Editorial: A slow housing rebound
The slow recovery of housing since 2008, nationally and locally, has continued to punish the U.S. economy. A respected national study finds that when house prices fall, household spending drops. When the housing sector rebounds, it will put pep back in the economy.
Realtors in our region say they see good signs for housing in 2013. We hope they are right, but there are reasons to be cautious.
While sales of existing homes rose 13.5 percent in Hampshire County in 2012 over the year before, and while buyers paid prices slightly closer to what sellers asked, average and median home prices fell slightly from 2011.
Time is teaching homeowners who bought at high prices here in the Valley that the market values their properties differently today.
It’s a hard lesson, but it is one that people have to learn for the market to find balance and stability.
For most Americans, the home is a primary investment. When its value drops, people feel poorer — and that influences their spending on everyday things, a pattern supported in the study by professors at the University of California at Berkeley and Yale University.
It cuts two ways. In the years leading into the housing bubble, a lot of Americans felt pretty wealthy. From 1997 to 2006, the nation saw an astounding, and unsustainable, 86 percent rise in home prices. Those price gains had turned upside down by last year.
Here in the Valley, where the housing market never got as bad as in places like Florida and the Southwest, the recovery is a little flatter. Experts locally suggest that, in time, demand for existing single-family homes will start to test the supply. That is when prices will start to gain ground.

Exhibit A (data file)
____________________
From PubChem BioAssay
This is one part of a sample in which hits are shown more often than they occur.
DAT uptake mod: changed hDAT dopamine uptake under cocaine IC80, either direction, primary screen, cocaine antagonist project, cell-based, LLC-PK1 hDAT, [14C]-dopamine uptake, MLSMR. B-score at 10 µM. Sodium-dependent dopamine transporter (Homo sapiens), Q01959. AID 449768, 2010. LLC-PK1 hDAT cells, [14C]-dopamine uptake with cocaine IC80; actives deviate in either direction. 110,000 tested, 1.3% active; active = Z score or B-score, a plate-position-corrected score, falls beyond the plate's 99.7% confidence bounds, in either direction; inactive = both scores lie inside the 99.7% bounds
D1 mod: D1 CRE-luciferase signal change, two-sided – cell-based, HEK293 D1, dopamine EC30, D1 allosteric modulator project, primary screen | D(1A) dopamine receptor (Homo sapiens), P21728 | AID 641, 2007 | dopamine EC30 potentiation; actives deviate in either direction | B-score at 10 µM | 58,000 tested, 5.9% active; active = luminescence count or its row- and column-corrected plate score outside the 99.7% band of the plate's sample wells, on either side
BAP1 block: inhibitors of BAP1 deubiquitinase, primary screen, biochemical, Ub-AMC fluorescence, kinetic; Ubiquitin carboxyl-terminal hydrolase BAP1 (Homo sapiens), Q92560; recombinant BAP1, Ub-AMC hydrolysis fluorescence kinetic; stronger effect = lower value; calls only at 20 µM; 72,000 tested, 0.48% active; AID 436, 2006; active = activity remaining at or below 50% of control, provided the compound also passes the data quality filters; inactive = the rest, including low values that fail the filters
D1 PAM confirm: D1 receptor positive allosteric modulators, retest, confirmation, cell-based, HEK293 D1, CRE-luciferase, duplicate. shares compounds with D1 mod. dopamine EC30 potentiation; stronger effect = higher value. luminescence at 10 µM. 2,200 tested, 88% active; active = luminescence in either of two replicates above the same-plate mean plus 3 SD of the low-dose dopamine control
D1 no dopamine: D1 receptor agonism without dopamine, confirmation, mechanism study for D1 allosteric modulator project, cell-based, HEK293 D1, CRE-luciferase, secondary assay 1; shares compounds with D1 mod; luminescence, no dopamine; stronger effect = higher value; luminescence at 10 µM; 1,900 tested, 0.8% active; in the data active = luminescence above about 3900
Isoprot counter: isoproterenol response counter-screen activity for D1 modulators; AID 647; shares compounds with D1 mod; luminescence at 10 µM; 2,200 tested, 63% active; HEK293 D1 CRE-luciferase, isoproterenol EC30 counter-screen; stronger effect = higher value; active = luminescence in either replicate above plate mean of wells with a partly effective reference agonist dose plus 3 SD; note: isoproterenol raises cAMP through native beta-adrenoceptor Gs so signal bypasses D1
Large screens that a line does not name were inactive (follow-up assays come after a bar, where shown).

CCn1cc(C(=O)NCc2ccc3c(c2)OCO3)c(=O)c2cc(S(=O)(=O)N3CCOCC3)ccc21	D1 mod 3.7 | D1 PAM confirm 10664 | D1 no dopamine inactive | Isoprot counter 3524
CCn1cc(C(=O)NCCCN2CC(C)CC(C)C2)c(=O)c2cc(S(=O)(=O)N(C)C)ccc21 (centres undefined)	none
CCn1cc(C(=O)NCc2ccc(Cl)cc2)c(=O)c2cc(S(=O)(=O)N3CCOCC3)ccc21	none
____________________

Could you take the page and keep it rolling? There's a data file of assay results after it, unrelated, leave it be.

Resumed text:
For now, the sales volume itself is welcome news, for it shows people are qualifying for mortgages and sellers are ready to deal. One area broker says December was unusually busy. The reverse was the case nationally, according to a recent Associated Press story. Sales dropped in December from November, mainly because the supply of homes had fallen nationally to an 11-year low.
New people in homes they can afford and whose values are market-tested? That is good economic news.
Marcus Camby: Fan favorite
As he stepped onto the basketball court Jan. 19 with his wife and children, Marcus Camby seemed tentative, as if he wasn’t sure what to expect from the packed Mullins Center at the University of Massachusetts.
If there were doubts, they were dispelled quickly as fans took to their feet for a rousing welcome and remained standing for most of the 15-minute halftime ceremony honoring Camby.
It was a love fest for the big man, who led UMass to NCAA tournaments in 1994 and 1995 and to the Final Four in 1996, when he earned All-America and National Player of the Year honors.
Camby, now 38, left UMass in his junior year to turn pro. He expects to add a few more years to an NBA career that has already spanned 17.
The ceremony was held to retire his number, 21, to recognize his contribution to the basketball program. Teams only retire the jersey numbers of special players and until this month there were only four retired numbers on the wall of the Mullins Center: Those of Al Skinner, George “Trigger” Burke, Lou Roe (who played with Camby) and Julius Erving.
At the end of his college playing days Camby ran afoul of NCAA rules for accepting money from a prospective agent while still a student athlete. Camby, who grew up poor in a housing project in Hartford, admitted the mistake. The NCAA officially “vacated” the Final Four appearance for the Minutemen, and UMass was forced to return the TV revenue from the games, money Camby repaid from his NBA earnings.
The incident created awkwardness between Camby and UMass for years. His friend and former teammate Derek Kellogg, now the Minutemen coach, helped thaw the ice.
Sporting a maroon tie with the university logo, Camby told Gazette reporter Matt Vautour that it meant a lot that UMass honored him despite the NCAA incident. And he was visibly moved by the occasion, his voice catching just a bit when he spoke of the pride of having his jersey hang next to boyhood hero Julius Irving. He described it as “an extreme honor. I never thought something this special could happen to a guy like me.”
Camby was always a fan favorite, and fans, who reveled in video highlights from his UMass career, welcomed him home to the program he helped put on the map and the place that launched his professional career.